After more driving around, I finally had to park at the post office several blocks down. This made me extremely paranoid the entire day that my car would be towed, or I would get a ticket. That didn’t happen, thank God! There were plenty of other people parking there for the festival, even though the signs in the lot all said post office customers only. Luckily, though, that turned out to be a non-issue, but didn’t help my anxiety level throughout the day. I did, however, have to carry a ton of stuff back to that tent, where it would have been so convenient to be in that lot where I was twice denied entry. So, approximately one hour after getting to Abingdon, and about 20 minutes late, I finally made it to the tent where I was supposed to be and got all set up. I didn’t once, the entire day, see anyone who was in charge or worked for the festival. The only person who seemed to know anything that was going on was the face-painting guy who was set up beside me, who by the way does face-painting for a living, and is in no way affiliated with the festival. I recognized him from Blue Plum, which is how I know he wasn’t in charge.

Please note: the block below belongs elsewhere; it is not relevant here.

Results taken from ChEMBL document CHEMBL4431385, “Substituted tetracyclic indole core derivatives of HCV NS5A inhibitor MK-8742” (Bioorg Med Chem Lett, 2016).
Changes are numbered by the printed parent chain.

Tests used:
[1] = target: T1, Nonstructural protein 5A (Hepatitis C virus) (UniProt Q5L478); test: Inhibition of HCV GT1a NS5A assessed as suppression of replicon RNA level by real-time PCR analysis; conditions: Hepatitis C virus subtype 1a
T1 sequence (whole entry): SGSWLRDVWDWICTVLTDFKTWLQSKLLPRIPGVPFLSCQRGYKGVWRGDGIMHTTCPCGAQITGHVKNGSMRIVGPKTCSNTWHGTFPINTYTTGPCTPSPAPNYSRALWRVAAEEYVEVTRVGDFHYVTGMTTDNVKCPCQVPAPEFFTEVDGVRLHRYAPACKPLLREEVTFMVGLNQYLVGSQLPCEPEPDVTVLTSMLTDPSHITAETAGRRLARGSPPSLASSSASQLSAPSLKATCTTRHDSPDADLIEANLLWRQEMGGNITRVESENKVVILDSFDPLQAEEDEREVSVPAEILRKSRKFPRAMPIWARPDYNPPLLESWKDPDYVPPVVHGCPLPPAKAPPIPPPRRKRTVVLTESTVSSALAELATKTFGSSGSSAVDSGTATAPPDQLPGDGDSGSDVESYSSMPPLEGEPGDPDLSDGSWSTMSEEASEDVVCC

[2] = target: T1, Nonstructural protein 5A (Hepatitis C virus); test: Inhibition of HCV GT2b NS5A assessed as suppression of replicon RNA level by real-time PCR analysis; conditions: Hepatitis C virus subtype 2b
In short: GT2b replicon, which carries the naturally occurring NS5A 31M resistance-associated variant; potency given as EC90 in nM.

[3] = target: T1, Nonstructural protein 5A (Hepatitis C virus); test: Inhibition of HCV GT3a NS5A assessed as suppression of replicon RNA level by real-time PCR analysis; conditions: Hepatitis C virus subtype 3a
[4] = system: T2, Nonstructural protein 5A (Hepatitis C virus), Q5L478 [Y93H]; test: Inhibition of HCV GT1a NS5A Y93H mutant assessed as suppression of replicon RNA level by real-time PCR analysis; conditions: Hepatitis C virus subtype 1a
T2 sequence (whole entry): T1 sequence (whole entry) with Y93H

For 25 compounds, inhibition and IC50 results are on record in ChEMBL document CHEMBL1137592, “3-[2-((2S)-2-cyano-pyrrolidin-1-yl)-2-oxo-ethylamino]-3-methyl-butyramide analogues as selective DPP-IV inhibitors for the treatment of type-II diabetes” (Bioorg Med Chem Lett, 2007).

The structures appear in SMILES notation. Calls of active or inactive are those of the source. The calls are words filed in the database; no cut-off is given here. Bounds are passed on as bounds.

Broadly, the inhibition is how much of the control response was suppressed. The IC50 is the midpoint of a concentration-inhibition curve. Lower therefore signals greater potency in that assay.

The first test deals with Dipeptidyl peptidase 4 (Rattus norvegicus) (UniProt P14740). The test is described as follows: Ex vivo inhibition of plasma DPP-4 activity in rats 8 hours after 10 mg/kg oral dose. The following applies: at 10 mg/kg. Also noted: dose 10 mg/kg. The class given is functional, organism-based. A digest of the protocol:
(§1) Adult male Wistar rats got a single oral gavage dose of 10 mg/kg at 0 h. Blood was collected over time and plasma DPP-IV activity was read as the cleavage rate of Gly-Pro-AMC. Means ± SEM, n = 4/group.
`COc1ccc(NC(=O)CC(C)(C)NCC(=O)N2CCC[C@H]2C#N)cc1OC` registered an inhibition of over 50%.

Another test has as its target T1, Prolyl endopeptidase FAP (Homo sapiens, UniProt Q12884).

I can’t really say if it was worth my while to go up there – there was a grand total of about 30 people who came to my programs over the course of the day. I have to go back up there in about a week, which I’m not looking forward to at all. I’m not doing the same programs, though, which will be both good and bad. One day I’m taking the gecko and the roaches, which won’t be an issue to cart around and do a half-hour program with. The next day, though, BioFuels is scheduled, which is a major issue for several reasons. 1. It’s a lot of heavy, expensive equipment. 2. It requires several electical outlets, which are of course unavailable in a tent outside in the grass. 3. This program is an hour and a half long, to condense into a 30-minute time slot. How this is all going to work out, I have no idea. There’s definitely going to be some major reworking of this on my part. In absolutely no way, shape or form do I want to go back. All I can do is hope that next time will be better.

That, and leave my house about three hours early.